Obtaining Security ClearanceSecurity Clearance Jobs

DOE has Stringent Reporting Requirement Timelines


As we all know, anyone who holds a security clearances must report certain types of information to their Security Officer. This includes such things as a change in marital or cohabitation status, foreign travel and contacts, criminal charges, financial issues, and drug or alcohol abuse. Depending on your agency or company, there may be additional information that needs to be reported. The Department of Energy (DOE) has labs and sites across the U.S. work involving highly classified nuclear weapons information with a large cleared contractor workforce. Because of the highly sensitive nature of their work, the DOE has one of the most robust security clearance continuous evaluation programs across the government and are an excellent model other agencies might consider mirroring.

Sandia National Laboratories (SNL), located in New Mexico, has always been at the forefront of DOE’s security clearance program. SNL takes security very seriously and has developed many tools related to the clearance and continuous evaluation process, ensuring that their 11,000 employee workforce complies with all clearance eligibility requirements. Some of these tools include a data report form specifically for spouse/cohabitant information, random drug testing, and a reporting matrix that outlines specific types of information, which office to report it to, and how many days you have to report it.

A common mistake many clearance holders make is in thinking that they can just wait until the next reinvestigation to report adverse information or reportable changes in their lives. DUI arrests are one of the most common incidents that go unreported because the individual is scared of losing their clearance. They also might hope to get the charge pled down to reckless driving, so they wait for the court proceedings to be over before bring it to the attention of their FSO. The moral of this story is that bad news does not get better with age, and failure to report in a timely manner will only compound any potential issues.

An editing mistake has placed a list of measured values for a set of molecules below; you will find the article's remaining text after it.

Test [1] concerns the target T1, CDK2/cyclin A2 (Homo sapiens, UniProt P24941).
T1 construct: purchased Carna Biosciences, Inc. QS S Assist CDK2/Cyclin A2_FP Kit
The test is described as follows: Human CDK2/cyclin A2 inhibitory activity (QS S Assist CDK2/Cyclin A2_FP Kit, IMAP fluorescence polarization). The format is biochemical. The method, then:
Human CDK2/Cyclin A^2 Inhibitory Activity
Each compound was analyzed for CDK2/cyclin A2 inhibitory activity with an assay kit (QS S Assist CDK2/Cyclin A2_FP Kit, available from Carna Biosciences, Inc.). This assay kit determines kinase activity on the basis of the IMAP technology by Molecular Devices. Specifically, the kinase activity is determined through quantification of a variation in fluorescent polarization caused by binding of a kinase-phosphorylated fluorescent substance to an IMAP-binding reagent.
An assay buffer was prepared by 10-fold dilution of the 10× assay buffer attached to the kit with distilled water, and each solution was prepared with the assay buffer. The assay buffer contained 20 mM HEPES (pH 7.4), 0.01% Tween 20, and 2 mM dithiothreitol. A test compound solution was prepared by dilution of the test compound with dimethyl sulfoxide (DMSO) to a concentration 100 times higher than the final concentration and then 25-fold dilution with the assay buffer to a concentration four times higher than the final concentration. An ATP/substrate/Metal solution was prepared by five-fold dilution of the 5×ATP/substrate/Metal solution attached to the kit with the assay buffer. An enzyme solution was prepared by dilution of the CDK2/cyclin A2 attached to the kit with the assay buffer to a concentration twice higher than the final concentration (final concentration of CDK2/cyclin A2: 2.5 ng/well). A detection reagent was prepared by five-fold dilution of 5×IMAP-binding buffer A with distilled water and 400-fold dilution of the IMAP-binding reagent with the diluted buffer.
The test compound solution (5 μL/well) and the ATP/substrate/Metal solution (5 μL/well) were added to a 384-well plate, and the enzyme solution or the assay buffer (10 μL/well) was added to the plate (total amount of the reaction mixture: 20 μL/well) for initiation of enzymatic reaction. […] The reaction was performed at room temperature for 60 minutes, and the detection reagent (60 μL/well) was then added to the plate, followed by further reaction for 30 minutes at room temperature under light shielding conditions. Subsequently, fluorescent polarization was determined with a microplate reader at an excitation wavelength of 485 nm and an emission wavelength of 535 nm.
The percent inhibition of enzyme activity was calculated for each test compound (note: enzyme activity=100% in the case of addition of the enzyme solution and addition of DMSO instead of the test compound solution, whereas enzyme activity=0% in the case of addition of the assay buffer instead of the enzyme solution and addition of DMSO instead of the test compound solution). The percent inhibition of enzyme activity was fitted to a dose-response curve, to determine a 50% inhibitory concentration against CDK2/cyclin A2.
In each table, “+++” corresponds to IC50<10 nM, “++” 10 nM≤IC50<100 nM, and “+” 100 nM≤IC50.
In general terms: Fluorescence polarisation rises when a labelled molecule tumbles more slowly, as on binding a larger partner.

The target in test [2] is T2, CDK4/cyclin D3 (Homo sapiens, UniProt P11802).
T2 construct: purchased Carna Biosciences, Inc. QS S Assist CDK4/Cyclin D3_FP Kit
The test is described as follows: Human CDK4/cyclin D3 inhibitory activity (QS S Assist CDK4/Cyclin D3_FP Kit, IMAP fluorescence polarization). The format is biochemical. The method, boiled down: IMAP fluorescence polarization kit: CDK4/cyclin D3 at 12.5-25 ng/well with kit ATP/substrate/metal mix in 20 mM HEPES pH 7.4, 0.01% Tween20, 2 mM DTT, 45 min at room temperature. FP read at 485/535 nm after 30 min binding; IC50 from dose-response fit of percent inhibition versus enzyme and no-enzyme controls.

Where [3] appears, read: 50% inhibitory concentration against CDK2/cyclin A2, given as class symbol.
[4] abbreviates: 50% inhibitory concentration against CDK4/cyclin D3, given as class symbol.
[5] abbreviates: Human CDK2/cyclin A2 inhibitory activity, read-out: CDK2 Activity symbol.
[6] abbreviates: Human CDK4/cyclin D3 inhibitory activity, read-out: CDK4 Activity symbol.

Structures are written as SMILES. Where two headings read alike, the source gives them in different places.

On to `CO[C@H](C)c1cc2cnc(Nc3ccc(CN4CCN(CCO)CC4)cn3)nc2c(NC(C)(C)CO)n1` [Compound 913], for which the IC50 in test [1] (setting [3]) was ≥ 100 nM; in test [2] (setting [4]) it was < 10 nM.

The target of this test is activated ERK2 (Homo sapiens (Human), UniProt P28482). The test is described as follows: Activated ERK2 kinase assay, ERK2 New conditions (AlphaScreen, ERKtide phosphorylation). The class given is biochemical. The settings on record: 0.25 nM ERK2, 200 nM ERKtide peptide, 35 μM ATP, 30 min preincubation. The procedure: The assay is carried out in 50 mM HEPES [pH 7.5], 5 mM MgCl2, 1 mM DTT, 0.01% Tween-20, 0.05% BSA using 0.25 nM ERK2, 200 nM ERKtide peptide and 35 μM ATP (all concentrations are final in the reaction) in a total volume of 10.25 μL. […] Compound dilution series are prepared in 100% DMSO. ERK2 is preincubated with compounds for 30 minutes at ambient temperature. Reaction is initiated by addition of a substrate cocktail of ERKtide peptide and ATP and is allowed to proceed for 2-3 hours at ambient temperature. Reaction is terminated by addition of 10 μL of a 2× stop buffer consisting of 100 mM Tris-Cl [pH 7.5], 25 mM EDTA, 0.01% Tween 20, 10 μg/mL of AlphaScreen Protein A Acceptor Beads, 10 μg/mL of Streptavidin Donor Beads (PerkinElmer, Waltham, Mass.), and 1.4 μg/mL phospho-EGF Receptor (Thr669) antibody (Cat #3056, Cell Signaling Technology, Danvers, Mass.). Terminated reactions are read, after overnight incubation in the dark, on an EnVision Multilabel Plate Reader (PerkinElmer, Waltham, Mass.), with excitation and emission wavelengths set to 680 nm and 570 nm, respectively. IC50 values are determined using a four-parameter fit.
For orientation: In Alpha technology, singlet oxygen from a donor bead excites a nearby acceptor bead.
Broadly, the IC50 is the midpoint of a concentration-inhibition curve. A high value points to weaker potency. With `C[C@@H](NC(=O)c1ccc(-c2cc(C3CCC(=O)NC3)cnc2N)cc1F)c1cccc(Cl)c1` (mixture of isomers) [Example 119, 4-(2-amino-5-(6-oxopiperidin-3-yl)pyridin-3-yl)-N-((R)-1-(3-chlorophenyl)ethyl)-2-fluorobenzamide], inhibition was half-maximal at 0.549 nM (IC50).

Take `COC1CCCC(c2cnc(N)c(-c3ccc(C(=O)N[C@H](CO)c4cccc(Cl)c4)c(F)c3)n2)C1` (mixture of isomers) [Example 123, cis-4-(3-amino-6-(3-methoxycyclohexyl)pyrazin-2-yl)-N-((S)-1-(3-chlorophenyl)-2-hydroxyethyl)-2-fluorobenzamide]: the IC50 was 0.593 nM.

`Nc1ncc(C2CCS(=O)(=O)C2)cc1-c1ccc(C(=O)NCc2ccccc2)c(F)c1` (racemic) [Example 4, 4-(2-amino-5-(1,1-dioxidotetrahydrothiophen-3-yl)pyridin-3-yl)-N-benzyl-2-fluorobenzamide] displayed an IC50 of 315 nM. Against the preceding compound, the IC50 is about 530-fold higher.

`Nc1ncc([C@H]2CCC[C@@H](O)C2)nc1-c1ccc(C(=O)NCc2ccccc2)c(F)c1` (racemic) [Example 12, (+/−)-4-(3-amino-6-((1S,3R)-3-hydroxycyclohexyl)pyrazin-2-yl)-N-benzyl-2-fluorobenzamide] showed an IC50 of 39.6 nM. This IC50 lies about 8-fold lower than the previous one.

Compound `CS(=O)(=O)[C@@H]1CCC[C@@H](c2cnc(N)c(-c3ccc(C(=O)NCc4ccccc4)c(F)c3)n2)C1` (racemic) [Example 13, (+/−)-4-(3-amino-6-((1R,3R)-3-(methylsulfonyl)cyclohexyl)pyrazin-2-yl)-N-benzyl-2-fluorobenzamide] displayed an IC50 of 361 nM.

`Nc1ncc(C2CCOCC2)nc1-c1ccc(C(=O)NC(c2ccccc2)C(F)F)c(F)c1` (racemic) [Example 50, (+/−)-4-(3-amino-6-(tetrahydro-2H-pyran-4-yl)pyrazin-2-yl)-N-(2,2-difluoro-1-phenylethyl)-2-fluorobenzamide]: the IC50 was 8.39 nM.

Comment Archive

  1. Avatar

    Hi, I am trying to get back into aviation, but with no success. I worked at Lockheed/Martin for twenty years, and most recently worked for Neptune aviation. I worked at Neptune less than two years ago, so when applying to Northrop/Grumman, here in St. Augustine, should I say I have had a clearance? I understand that not answering this question properly could be a felony. Any help with this would be appreciated! Thanks,sincerely Ken Leach

  2. Avatar

    @Ken Leach, If you are asked the question then why would you not answer truthfully? If the forms you are filling out don’t ask then you don’t have to disclose, however, it begs the question as to why you would not say your were previously cleared unless there was some issue where you had a clearance revoked.